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Researchers know that high blood pressure causes blood vessels to contract and low blood pressure causes blood vessels to relax but no one had the tools to determine the exact proteins responsible for this phenomenon.

By using atomic force microscopy and isolating blood vessels outside the body, University of Missouri researchers have identified a protein that plays an important role in the control of tissue blood flow and vascular resistance. This new knowledge brings researchers one step closer to understanding vascular diseases, such as high blood pressure, diabetes and other vascular problems.

Plants in a forest respond to stress by producing significant amounts of a chemical form of aspirin, scientists have discovered. The finding, by scientists at the National Center for Atmospheric Research (NCAR), opens up new avenues of research into the behavior of plants and their impacts on air quality, and it also has the potential to give farmers an early warning signal about crops that are failing.

For years, scientists have known that plants in a laboratory may produce methyl salicylate, which is a chemical form of acetylsalicylic acid, or aspirin. But researchers had never before detected methyl salicylate in an ecosystem or verified that plants emit the chemical in significant quantities into the atmosphere.

A hormone found at higher levels when the body produces its own "home grown" fat comes with considerable metabolic benefits, according to a report in Cell. The newly discovered signaling molecule is the first example of a lipid-based hormone; most are made up of proteins.

The findings in mice raise the notion that boosting the body's fat production might actually be one solution to the growing epidemic of obesity and related metabolic diseases. Likewise, diets supplemented with the fat hormone, a fatty acid known as palmitoleate, might also come with long-term benefits.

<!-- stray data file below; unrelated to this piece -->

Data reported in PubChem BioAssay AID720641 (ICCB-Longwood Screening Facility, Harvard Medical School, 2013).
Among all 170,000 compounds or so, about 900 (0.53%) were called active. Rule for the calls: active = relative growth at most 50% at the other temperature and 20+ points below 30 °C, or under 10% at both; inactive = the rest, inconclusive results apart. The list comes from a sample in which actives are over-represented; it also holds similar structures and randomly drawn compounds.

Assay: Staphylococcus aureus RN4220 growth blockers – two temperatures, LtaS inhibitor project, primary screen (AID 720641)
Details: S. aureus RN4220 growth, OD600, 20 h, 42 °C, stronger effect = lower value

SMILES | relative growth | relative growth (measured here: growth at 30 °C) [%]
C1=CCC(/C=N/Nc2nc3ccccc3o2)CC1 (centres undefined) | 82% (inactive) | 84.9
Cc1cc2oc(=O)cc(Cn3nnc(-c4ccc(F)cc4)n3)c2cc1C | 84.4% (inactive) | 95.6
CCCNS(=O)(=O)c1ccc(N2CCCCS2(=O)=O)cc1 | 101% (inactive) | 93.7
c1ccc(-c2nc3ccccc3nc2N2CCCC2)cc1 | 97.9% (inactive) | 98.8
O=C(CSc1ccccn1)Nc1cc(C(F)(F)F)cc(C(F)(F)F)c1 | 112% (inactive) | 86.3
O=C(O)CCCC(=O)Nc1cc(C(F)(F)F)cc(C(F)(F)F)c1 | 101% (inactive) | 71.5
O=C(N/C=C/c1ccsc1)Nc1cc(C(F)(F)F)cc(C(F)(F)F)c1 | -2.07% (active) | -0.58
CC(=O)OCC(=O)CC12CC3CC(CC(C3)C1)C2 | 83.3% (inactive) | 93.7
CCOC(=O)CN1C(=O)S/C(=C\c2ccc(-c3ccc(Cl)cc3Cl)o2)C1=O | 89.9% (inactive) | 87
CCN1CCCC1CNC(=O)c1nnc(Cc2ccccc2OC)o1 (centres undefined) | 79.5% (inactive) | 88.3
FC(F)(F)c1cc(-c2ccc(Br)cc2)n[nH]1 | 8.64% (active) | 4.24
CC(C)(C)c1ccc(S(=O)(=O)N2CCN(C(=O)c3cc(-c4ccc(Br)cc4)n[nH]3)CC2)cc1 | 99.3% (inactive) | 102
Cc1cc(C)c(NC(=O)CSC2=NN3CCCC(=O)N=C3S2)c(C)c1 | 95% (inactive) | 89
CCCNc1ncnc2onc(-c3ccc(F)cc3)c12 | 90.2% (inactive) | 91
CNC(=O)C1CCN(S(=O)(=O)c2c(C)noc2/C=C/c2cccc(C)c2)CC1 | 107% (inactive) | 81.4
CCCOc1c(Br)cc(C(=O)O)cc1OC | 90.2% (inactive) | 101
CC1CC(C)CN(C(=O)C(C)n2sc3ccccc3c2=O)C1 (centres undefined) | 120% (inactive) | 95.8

The results also reveal that, as with most things, when it comes to fat it's not good to generalize.

The National Academy of Sciences has created a policy report outlining some of our national challenges, including economic ones, and sent it to both John McCain and Barack Obama with guidance for whomever is elected president in November. The report provides suggestions on filling key science appointments after the election.

The report lists approximately 80 high-level science and technology appointees who will be crucial in advising the new president on issues that range from energy to health care to economic growth. It also urges members of the scientific community to serve in these positions, and suggests ways to make it more attractive for well-qualified people to do so.

Researchers at the University of North Carolina at Chapel Hill School of Medicine have transformed cells from human skin into cells that produce insulin, the hormone used to treat diabetes.

The breakthrough may one day lead to new treatments or even a cure for the millions of people affected by the disease, researchers say.

The approach involves reprogramming skin cells into pluripotent stem cells, or cells that can give rise to any other fetal or adult cell type, and then inducing them to differentiate, or transform, into cells that perform a particular function – in this case, secreting insulin.

The skeleton of a man discovered by archaeologists in a shallow grave on a construction site at the University of York could be one of one of Britain’s earliest victims of tuberculosis. He was interred in a shallow scoop in a flexed position, on his right side. Radiocarbon dating suggests that he died in the fourth century.

He was aged 26-35 years, suffered from iron deficiency anemia during childhood and was shorter than the average Roman male at 5 feet 4 inches.

Detailed analysis of the skeleton by Malin Holst, of York Osteoarchaeology Ltd, revealed that a likely cause of death was tuberculosis which affected the man’s spine and pelvis. She says that it is possible that he contracted the disease in childhood from infected meat or milk or the infection could have been inhaled into the lungs. The disease then lay dormant until adulthood when the secondary phase took its toll.